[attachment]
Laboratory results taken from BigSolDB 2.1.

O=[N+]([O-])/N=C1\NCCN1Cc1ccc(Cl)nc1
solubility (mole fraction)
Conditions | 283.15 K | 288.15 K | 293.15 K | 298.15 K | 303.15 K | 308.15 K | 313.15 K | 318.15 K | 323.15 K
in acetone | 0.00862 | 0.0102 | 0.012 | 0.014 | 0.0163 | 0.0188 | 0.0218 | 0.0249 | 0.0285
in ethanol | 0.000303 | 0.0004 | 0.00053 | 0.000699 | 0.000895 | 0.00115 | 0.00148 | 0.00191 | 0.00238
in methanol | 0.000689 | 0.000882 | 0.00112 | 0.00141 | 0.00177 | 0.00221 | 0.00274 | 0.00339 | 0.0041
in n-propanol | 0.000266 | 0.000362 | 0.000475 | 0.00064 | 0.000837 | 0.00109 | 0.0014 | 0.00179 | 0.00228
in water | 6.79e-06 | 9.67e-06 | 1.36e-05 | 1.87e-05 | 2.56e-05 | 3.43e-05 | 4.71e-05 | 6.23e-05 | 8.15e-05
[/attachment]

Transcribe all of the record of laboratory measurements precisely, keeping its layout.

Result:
Laboratory results taken from BigSolDB 2.1.

O=[N+]([O-])/N=C1\NCCN1Cc1ccc(Cl)nc1
solubility (mole fraction)
Conditions | 283.15 K | 288.15 K | 293.15 K | 298.15 K | 303.15 K | 308.15 K | 313.15 K | 318.15 K | 323.15 K
in acetone | 0.00862 | 0.0102 | 0.012 | 0.014 | 0.0163 | 0.0188 | 0.0218 | 0.0249 | 0.0285
in ethanol | 0.000303 | 0.0004 | 0.00053 | 0.000699 | 0.000895 | 0.00115 | 0.00148 | 0.00191 | 0.00238
in methanol | 0.000689 | 0.000882 | 0.00112 | 0.00141 | 0.00177 | 0.00221 | 0.00274 | 0.00339 | 0.0041
in n-propanol | 0.000266 | 0.000362 | 0.000475 | 0.00064 | 0.000837 | 0.00109 | 0.0014 | 0.00179 | 0.00228
in water | 6.79e-06 | 9.67e-06 | 1.36e-05 | 1.87e-05 | 2.56e-05 | 3.43e-05 | 4.71e-05 | 6.23e-05 | 8.15e-05